(1) Gases. A gas is a fluid that has neither independent shape nor volume,
but tends to expand indefinitely. Some examples are air, oxygen, chlorine, and the gas,
which constitutes one of the most serious occupational hazards, carbon monoxide.
(2) Liquids (liquid itself, vapors, and mists). Liquids are fluids characterized
by particles that move freely, without a tendency to separate from one another as in the
case with a gas. Examples of liquids are water and most insecticide formulations.
(a) Vapors. Vapors are gaseous forms of substances that are normally
liquid or solids at normal temperature and pressure. Vapors can be changed to liquids
and solids by increasing the pressure or decreasing the temperature. Among the
vapors, the solvents are particularly hazardous, since they tend to vaporize easily and
contaminate the work atmosphere. Benzyl, carbon tetrachloride, and trichloroethylene
are examples of organic solvents that vaporize readily.
(b) Mists. Mists are airborne droplets formed by the breaking up of a
liquid, as by splashing, foaming, or atomizing. Mist particles can also result from vapor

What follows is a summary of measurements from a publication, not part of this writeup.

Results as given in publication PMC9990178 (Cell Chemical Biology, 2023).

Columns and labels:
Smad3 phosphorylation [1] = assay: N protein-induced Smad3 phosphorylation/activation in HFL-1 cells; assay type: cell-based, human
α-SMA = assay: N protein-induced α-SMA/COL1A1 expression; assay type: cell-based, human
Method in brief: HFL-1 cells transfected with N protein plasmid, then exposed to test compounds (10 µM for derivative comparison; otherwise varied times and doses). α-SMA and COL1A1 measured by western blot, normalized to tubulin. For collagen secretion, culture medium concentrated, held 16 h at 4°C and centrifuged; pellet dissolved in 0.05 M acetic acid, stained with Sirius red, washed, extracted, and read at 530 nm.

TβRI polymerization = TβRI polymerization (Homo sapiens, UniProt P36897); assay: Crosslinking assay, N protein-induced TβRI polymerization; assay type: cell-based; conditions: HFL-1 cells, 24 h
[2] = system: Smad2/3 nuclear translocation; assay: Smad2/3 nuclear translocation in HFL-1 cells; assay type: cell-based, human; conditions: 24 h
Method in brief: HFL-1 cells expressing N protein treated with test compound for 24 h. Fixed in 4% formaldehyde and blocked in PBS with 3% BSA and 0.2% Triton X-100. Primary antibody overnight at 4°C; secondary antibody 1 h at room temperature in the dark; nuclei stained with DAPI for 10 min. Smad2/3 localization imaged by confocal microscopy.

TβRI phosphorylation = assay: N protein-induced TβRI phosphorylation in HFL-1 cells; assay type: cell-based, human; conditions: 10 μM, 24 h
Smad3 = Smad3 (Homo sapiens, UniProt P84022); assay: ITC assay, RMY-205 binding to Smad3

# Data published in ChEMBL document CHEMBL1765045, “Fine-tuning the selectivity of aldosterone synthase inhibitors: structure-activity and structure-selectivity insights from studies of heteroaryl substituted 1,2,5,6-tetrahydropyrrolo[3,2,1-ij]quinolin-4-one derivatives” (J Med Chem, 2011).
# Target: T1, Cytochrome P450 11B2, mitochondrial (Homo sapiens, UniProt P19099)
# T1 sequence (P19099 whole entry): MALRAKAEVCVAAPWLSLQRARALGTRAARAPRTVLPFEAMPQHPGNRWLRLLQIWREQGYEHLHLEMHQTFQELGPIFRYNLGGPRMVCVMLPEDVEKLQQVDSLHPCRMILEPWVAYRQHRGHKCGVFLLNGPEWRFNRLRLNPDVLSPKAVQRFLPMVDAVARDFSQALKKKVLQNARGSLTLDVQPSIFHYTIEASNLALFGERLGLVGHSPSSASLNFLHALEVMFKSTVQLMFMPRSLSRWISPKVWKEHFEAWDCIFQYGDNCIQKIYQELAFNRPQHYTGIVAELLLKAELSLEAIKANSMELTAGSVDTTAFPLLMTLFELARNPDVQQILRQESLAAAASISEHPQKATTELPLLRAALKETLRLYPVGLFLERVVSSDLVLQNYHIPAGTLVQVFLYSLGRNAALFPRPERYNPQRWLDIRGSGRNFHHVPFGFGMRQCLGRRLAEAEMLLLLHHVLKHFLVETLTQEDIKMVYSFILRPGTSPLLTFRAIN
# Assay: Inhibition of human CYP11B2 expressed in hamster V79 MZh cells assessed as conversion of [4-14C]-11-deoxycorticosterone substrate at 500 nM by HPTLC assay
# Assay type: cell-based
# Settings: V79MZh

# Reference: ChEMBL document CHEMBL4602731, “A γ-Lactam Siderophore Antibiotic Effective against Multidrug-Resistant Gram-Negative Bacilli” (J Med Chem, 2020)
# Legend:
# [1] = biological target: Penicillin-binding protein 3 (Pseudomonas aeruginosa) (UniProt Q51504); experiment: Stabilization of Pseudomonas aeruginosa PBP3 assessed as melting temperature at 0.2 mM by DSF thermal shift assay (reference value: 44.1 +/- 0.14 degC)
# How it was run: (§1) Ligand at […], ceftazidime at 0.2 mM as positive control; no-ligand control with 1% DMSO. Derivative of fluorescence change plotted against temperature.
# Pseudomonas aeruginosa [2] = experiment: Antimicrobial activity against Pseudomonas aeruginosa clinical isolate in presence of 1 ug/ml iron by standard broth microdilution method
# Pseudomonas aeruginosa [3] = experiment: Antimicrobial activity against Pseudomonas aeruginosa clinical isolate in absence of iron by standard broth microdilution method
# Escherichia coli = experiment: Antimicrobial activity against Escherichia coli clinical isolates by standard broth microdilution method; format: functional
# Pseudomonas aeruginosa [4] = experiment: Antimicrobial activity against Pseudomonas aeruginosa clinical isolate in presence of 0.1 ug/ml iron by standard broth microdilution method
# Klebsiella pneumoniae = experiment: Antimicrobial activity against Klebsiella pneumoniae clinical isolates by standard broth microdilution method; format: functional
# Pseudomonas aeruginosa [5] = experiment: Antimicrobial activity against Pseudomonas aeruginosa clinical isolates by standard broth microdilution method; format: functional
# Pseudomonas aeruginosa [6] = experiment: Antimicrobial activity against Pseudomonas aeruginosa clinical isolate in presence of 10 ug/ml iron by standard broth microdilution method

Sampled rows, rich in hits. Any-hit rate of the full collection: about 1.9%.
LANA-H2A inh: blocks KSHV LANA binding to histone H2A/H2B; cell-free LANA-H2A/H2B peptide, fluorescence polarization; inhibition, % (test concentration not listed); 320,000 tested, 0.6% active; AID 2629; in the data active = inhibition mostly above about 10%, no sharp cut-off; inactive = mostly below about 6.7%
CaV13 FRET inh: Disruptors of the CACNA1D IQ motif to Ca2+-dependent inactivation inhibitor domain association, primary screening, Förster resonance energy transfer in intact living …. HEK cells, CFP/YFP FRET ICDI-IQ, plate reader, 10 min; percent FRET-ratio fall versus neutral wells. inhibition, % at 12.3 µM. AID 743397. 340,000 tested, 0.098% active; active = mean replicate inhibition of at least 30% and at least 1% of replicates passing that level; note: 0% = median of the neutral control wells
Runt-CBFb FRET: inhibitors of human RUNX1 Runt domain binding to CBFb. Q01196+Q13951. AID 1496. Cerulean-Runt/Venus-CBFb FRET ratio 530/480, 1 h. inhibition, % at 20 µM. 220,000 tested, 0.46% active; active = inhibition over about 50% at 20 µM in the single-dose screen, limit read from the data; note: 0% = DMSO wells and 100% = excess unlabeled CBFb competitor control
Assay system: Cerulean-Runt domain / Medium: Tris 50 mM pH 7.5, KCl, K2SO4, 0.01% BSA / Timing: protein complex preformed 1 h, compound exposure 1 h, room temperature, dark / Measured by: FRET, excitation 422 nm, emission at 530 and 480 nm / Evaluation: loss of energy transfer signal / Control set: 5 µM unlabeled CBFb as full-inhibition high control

condensation and are generally larger than vapor particles. Mists are particularly apt to
form over hot solutions and can spread throughout an area if ventilation is poor. Acid
mists are primarily respiratory irritants; however, chromic acid mists are suspected of
causing lung cancer.
(a) Dusts are finely divided solid particles formed by the crushing,
grinding, or abrading of solid materials. Dusts settle to the ground at variable rates
depending on their size and mass. Dusts may cause pneumoconiosis (a chronic
inflammation of the lungs after continued inhalation of dusts after a period of time). The
most common reaction is fibrosis. Silicosis is the predominant form of fibrosis that is
known to cause disability. Systemic poisons in the form of dusts are common, and
some need not be inhaled to cause damage. Skin absorption may be the route of entry
for some toxic dusts. Examples of toxic dusts are those formed from lead, antimony,
(b) Fumes are very small-suspended solid particles generated by
condensation from the gaseous state usually evolved from heated metals or other
materials to form metallic oxides. Fumes are responsible for a particular occupational
illness known as "metal fume fever." "Metal fume fever" is a temporary condition
resembling an acute respiratory infection and occurs most commonly in galvanizing and
welding operations. Some of the metal fumes may be absorbed into the bloodstream
and thereby cause toxic symptoms in other parts of the body. Examples of toxic fumes
are those of lead, mercury, manganese, and cadmium.